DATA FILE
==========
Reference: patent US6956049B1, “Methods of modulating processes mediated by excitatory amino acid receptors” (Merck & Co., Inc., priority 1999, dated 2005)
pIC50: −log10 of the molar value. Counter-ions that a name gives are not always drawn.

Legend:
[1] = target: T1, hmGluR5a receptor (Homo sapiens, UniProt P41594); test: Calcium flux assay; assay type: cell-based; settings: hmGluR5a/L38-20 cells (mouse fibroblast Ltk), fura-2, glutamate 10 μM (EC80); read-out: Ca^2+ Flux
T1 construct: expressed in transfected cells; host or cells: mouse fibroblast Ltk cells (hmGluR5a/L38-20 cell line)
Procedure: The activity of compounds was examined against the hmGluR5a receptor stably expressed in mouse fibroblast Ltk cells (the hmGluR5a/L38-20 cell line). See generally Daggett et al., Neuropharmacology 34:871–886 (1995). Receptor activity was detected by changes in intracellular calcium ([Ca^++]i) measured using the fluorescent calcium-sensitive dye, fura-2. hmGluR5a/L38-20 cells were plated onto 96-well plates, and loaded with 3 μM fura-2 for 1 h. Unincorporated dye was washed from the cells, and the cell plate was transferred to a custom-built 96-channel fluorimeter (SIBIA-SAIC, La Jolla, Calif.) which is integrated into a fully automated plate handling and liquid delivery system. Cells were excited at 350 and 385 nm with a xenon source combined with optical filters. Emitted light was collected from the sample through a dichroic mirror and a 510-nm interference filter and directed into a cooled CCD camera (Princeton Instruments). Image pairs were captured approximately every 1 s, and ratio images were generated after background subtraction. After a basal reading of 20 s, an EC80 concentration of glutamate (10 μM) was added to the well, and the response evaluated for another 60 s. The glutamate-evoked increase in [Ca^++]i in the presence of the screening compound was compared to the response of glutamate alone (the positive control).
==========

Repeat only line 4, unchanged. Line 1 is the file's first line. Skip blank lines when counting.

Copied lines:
[1] = target: T1, hmGluR5a receptor (Homo sapiens, UniProt P41594); test: Calcium flux assay; assay type: cell-based; settings: hmGluR5a/L38-20 cells (mouse fibroblast Ltk), fura-2, glutamate 10 μM (EC80); read-out: Ca^2+ Flux